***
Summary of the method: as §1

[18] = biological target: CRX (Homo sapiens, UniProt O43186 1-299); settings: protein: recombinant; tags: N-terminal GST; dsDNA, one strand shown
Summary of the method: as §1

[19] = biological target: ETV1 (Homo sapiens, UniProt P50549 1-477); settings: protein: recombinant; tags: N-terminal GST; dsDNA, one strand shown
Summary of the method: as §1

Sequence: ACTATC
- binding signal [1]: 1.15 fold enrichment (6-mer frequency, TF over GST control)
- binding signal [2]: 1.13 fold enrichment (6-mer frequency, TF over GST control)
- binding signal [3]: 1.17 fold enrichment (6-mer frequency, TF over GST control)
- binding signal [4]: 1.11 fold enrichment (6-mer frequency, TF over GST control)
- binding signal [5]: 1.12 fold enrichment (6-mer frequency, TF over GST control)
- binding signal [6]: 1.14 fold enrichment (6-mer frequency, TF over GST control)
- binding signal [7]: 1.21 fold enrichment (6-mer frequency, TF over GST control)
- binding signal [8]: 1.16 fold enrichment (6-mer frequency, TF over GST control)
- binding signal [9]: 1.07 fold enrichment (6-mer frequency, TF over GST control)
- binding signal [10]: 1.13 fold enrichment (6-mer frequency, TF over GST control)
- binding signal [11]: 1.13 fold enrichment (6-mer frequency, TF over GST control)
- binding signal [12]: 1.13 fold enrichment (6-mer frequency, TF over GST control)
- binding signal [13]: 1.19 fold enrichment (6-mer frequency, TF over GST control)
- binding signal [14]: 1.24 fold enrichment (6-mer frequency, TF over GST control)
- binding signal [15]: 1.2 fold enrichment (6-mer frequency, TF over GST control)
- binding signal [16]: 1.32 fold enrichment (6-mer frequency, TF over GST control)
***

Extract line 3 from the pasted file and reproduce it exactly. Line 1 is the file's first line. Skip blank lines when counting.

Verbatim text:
Summary of the method: as §1